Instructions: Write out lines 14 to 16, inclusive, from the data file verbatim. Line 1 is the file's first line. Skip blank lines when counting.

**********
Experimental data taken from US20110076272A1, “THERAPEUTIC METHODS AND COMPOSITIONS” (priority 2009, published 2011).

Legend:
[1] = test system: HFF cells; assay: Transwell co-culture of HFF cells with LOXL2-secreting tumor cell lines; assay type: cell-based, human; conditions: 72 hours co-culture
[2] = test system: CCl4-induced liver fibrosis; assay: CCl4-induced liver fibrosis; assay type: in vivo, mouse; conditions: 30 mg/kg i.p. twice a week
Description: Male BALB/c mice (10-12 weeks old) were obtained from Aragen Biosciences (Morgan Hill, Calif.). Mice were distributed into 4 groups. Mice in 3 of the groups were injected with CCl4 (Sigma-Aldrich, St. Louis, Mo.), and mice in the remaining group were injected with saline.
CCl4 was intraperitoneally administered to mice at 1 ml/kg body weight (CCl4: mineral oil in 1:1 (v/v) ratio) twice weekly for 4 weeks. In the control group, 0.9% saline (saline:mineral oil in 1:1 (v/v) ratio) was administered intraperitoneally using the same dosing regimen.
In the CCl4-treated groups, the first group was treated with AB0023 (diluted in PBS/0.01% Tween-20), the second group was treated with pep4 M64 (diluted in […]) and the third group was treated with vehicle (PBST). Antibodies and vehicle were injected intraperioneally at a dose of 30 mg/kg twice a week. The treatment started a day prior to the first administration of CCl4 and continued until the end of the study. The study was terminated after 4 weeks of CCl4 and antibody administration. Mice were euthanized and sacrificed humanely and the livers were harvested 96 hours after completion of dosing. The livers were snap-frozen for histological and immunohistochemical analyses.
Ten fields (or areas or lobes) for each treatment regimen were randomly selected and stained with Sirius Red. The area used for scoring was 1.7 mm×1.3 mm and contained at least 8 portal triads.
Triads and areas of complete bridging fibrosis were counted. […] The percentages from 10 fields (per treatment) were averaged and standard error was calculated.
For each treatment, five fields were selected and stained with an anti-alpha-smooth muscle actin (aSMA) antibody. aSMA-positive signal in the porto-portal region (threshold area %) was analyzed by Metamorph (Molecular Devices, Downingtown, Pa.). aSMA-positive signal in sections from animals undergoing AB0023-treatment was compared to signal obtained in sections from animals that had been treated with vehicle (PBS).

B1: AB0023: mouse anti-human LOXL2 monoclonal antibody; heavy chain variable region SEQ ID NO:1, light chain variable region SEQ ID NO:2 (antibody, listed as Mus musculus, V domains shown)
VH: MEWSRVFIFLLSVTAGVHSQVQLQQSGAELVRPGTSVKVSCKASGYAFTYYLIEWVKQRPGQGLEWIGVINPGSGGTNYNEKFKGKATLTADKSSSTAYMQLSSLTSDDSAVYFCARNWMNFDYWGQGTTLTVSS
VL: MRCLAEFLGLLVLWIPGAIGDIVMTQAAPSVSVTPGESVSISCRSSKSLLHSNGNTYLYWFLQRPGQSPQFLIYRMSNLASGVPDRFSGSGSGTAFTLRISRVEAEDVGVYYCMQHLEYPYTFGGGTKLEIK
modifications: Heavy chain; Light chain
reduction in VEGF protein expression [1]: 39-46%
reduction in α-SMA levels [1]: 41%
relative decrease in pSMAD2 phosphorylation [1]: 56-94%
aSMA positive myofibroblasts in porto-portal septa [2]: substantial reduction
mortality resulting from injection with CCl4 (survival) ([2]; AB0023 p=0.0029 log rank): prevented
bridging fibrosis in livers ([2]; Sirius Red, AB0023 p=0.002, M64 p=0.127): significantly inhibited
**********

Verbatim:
modifications: Heavy chain; Light chain
reduction in VEGF protein expression [1]: 39-46%
reduction in α-SMA levels [1]: 41%